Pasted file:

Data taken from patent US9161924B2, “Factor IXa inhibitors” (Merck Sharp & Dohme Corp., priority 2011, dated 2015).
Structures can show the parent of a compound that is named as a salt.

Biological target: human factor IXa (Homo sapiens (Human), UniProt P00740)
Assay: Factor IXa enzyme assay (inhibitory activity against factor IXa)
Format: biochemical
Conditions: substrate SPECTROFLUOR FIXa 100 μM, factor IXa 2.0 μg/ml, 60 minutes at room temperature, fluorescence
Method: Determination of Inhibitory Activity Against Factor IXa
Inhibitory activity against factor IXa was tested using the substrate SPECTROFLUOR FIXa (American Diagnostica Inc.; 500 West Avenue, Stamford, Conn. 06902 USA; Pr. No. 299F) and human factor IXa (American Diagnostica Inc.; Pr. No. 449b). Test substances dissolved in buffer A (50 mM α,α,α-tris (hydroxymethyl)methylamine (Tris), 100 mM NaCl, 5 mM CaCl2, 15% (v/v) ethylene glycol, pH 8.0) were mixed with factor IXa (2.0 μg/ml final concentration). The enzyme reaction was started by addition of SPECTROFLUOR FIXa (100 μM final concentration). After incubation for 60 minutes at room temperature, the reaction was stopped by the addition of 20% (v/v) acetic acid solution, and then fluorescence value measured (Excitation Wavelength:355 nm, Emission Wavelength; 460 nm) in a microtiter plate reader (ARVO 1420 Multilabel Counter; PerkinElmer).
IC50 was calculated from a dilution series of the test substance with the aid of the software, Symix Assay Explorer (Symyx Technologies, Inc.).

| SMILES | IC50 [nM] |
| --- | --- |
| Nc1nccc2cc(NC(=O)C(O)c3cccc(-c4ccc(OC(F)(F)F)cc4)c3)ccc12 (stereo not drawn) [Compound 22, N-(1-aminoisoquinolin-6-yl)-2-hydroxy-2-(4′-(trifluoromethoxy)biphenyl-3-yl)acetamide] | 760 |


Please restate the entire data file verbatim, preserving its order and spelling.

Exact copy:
Data taken from patent US9161924B2, “Factor IXa inhibitors” (Merck Sharp & Dohme Corp., priority 2011, dated 2015).
Structures can show the parent of a compound that is named as a salt.

Biological target: human factor IXa (Homo sapiens (Human), UniProt P00740)
Assay: Factor IXa enzyme assay (inhibitory activity against factor IXa)
Format: biochemical
Conditions: substrate SPECTROFLUOR FIXa 100 μM, factor IXa 2.0 μg/ml, 60 minutes at room temperature, fluorescence
Method: Determination of Inhibitory Activity Against Factor IXa
Inhibitory activity against factor IXa was tested using the substrate SPECTROFLUOR FIXa (American Diagnostica Inc.; 500 West Avenue, Stamford, Conn. 06902 USA; Pr. No. 299F) and human factor IXa (American Diagnostica Inc.; Pr. No. 449b). Test substances dissolved in buffer A (50 mM α,α,α-tris (hydroxymethyl)methylamine (Tris), 100 mM NaCl, 5 mM CaCl2, 15% (v/v) ethylene glycol, pH 8.0) were mixed with factor IXa (2.0 μg/ml final concentration). The enzyme reaction was started by addition of SPECTROFLUOR FIXa (100 μM final concentration). After incubation for 60 minutes at room temperature, the reaction was stopped by the addition of 20% (v/v) acetic acid solution, and then fluorescence value measured (Excitation Wavelength:355 nm, Emission Wavelength; 460 nm) in a microtiter plate reader (ARVO 1420 Multilabel Counter; PerkinElmer).
IC50 was calculated from a dilution series of the test substance with the aid of the software, Symix Assay Explorer (Symyx Technologies, Inc.).

| SMILES | IC50 [nM] |
| --- | --- |
| Nc1nccc2cc(NC(=O)C(O)c3cccc(-c4ccc(OC(F)(F)F)cc4)c3)ccc12 (stereo not drawn) [Compound 22, N-(1-aminoisoquinolin-6-yl)-2-hydroxy-2-(4′-(trifluoromethoxy)biphenyl-3-yl)acetamide] | 760 |